Transgender children 3 times as likely to deal with mental health problems

VICTORIA, Australia — Transgender children as young as nine may suffer from a range of mental health problems, according to new research. Researchers in Australia say they are almost six times as likely to feel suicidal than their cisgender peers.

Rates of depression, anxiety, and behavioral problems including ADHD also increase by as much as three-fold. The findings suggest young adolescents wanting to change gender face greater challenges than previously feared.

Corresponding author Dr. Ken Pang, from the University of Melbourne, believes the problems could be due to stigma stress, discrimination, or dissatisfaction with their gender.

“Previous research using clinical samples of transgender children aged 5 to 11 years reported lower rates of depression and anxiety than we observed in this cohort study,” study authors write in the journal JAMA Network Open.

“A possible reason for this disparity is that transgender children attending specialist gender clinics are likely to have support from their families (a key protective factor for the mental health of transgender young people); in comparison, many transgender children in the general population lack parental support for their gender.”

‘Concerning levels’ of depression among young transgender children
The Australian team analyzed data on more than 7,000 nine and 10-year-olds from the U.S., enrolled in the Adolescent Brain Cognitive Development (ABCD) study.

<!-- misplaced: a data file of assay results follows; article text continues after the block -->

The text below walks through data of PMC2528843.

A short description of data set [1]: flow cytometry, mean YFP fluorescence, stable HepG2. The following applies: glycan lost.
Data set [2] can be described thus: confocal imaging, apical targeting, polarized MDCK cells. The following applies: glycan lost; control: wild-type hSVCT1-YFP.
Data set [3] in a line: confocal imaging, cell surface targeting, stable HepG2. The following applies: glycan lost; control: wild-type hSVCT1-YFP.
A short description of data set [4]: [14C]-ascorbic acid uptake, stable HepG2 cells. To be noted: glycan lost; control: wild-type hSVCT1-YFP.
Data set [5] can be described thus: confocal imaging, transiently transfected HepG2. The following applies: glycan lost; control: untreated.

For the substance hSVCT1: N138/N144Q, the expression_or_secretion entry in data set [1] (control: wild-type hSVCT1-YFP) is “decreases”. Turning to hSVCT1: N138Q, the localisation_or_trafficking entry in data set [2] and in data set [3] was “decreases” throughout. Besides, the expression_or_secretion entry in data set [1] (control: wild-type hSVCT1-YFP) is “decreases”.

They identified conditions from the DSM-5, the fifth version of the Diagnostic and Statistical Manual of Mental Disorders, which researchers call the bible of psychiatry. Study authors asked each participant “are you transgender?” Fewer than one in a hundred (58) answered in the affirmative.

Dr. Pang runs a pediatric practice that focuses on the care of transgender children and adolescents. He says past research has pointed to “concerning levels of depression, anxiety, and other mental health issues.”

However, much of this research has focused on transgender young people attending specialist gender clinics which may miscalculate prevalence and severity. The ABCD is the largest long-term study of child health of its kind and represents a general population.

“This is, to our knowledge, the first study to report rates of DSM-5–related problems using a representative population sample of transgender children,” researchers write in their report.

“Our findings suggest that by 9 to 10 years of age transgender children already show increased susceptibility to mental health problems compared with their cisgender peers, which has important public health implications.”

“Whether this is due to stigma, minority stress, discrimination, or gender dysphoria is unclear, but providing appropriate mental health supports to this vulnerable group is paramount.”

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